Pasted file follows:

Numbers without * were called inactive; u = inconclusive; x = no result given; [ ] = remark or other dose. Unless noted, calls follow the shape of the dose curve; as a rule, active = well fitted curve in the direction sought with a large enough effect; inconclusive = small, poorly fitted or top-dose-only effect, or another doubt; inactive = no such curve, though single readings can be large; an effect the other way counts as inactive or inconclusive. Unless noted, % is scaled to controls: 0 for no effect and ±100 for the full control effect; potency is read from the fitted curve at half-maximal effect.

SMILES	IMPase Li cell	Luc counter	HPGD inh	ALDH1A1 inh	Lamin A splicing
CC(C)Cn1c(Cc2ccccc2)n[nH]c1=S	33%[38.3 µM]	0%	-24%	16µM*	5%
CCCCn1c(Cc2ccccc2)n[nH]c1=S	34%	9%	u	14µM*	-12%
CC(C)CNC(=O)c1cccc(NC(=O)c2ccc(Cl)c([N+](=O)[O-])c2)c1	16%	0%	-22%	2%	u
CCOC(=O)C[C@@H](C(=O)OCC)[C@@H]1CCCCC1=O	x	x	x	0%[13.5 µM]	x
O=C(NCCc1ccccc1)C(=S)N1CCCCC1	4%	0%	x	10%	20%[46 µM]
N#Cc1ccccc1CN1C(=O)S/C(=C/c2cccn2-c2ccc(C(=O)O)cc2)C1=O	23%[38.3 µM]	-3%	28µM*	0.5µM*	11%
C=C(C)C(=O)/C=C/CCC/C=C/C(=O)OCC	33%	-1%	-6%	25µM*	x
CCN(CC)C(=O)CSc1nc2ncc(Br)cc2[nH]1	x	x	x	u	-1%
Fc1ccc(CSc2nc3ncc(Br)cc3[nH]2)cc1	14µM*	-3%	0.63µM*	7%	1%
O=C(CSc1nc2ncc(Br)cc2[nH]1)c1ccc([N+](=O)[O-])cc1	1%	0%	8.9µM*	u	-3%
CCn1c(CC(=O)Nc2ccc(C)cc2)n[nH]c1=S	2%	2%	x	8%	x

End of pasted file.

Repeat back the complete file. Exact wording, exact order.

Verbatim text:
Numbers without * were called inactive; u = inconclusive; x = no result given; [ ] = remark or other dose. Unless noted, calls follow the shape of the dose curve; as a rule, active = well fitted curve in the direction sought with a large enough effect; inconclusive = small, poorly fitted or top-dose-only effect, or another doubt; inactive = no such curve, though single readings can be large; an effect the other way counts as inactive or inconclusive. Unless noted, % is scaled to controls: 0 for no effect and ±100 for the full control effect; potency is read from the fitted curve at half-maximal effect.

SMILES	IMPase Li cell	Luc counter	HPGD inh	ALDH1A1 inh	Lamin A splicing
CC(C)Cn1c(Cc2ccccc2)n[nH]c1=S	33%[38.3 µM]	0%	-24%	16µM*	5%
CCCCn1c(Cc2ccccc2)n[nH]c1=S	34%	9%	u	14µM*	-12%
CC(C)CNC(=O)c1cccc(NC(=O)c2ccc(Cl)c([N+](=O)[O-])c2)c1	16%	0%	-22%	2%	u
CCOC(=O)C[C@@H](C(=O)OCC)[C@@H]1CCCCC1=O	x	x	x	0%[13.5 µM]	x
O=C(NCCc1ccccc1)C(=S)N1CCCCC1	4%	0%	x	10%	20%[46 µM]
N#Cc1ccccc1CN1C(=O)S/C(=C/c2cccn2-c2ccc(C(=O)O)cc2)C1=O	23%[38.3 µM]	-3%	28µM*	0.5µM*	11%
C=C(C)C(=O)/C=C/CCC/C=C/C(=O)OCC	33%	-1%	-6%	25µM*	x
CCN(CC)C(=O)CSc1nc2ncc(Br)cc2[nH]1	x	x	x	u	-1%
Fc1ccc(CSc2nc3ncc(Br)cc3[nH]2)cc1	14µM*	-3%	0.63µM*	7%	1%
O=C(CSc1nc2ncc(Br)cc2[nH]1)c1ccc([N+](=O)[O-])cc1	1%	0%	8.9µM*	u	-3%
CCn1c(CC(=O)Nc2ccc(C)cc2)n[nH]c1=S	2%	2%	x	8%	x